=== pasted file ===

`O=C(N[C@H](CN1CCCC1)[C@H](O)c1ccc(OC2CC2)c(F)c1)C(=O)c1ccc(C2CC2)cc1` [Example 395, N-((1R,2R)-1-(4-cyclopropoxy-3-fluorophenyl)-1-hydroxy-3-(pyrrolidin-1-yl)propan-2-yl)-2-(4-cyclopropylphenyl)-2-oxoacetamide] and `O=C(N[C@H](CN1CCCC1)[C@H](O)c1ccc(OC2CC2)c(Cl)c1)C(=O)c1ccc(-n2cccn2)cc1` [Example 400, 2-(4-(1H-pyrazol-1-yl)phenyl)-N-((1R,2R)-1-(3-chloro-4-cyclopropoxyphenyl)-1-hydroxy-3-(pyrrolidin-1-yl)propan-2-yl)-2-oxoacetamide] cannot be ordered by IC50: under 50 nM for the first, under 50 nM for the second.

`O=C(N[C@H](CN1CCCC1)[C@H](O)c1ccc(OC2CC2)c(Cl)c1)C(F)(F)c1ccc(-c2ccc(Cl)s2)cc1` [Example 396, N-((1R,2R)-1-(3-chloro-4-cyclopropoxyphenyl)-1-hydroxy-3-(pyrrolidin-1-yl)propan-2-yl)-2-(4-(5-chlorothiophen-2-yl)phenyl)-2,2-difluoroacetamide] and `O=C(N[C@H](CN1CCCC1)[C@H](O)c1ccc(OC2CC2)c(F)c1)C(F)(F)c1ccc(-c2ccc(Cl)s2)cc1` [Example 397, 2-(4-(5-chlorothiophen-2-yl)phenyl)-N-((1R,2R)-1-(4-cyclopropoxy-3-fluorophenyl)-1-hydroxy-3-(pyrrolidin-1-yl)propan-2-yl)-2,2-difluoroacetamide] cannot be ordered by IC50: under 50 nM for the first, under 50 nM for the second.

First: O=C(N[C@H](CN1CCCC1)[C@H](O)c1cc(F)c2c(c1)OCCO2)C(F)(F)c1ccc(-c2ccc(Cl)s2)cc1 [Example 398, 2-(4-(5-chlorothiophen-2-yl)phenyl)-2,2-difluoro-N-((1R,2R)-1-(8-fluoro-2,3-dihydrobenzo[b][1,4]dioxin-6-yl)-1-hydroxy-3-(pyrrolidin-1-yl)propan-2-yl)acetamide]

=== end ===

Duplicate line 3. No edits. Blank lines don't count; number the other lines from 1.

First: O=C(N[C@H](CN1CCCC1)[C@H](O)c1cc(F)c2c(c1)OCCO2)C(F)(F)c1ccc(-c2ccc(Cl)s2)cc1 [Example 398, 2-(4-(5-chlorothiophen-2-yl)phenyl)-2,2-difluoro-N-((1R,2R)-1-(8-fluoro-2,3-dihydrobenzo[b][1,4]dioxin-6-yl)-1-hydroxy-3-(pyrrolidin-1-yl)propan-2-yl)acetamide]